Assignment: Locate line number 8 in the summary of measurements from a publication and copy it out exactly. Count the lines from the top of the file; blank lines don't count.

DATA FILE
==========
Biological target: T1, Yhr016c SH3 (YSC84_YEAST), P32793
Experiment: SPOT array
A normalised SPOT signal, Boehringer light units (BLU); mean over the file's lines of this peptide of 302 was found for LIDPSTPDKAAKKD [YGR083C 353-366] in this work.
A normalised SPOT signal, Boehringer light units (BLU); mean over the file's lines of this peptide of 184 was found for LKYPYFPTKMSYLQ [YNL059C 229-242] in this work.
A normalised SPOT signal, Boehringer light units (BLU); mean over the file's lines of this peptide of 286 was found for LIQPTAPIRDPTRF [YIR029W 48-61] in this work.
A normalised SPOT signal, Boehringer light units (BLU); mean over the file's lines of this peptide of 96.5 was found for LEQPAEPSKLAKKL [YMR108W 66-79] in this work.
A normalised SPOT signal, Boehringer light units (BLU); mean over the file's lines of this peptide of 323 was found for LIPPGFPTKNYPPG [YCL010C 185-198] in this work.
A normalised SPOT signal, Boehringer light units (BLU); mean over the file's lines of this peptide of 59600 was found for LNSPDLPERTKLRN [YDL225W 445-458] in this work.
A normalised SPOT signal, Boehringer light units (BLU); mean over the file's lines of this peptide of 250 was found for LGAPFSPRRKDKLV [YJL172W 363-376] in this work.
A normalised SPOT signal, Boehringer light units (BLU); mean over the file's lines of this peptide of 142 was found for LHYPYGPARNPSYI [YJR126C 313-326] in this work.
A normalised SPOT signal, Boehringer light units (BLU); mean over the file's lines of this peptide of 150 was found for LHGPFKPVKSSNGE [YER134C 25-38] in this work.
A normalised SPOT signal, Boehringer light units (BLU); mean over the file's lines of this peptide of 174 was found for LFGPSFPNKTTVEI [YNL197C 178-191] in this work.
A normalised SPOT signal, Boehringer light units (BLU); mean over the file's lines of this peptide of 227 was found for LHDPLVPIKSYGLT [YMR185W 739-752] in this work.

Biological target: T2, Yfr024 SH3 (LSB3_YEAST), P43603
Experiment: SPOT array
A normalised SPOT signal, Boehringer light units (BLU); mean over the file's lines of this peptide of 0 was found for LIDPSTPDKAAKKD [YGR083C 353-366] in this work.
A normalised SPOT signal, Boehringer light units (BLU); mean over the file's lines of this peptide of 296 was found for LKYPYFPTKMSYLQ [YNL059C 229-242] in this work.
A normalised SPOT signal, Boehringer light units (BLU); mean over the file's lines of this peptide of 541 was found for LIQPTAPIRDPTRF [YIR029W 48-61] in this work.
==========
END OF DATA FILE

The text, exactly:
A normalised SPOT signal, Boehringer light units (BLU); mean over the file's lines of this peptide of 59600 was found for LNSPDLPERTKLRN [YDL225W 445-458] in this work.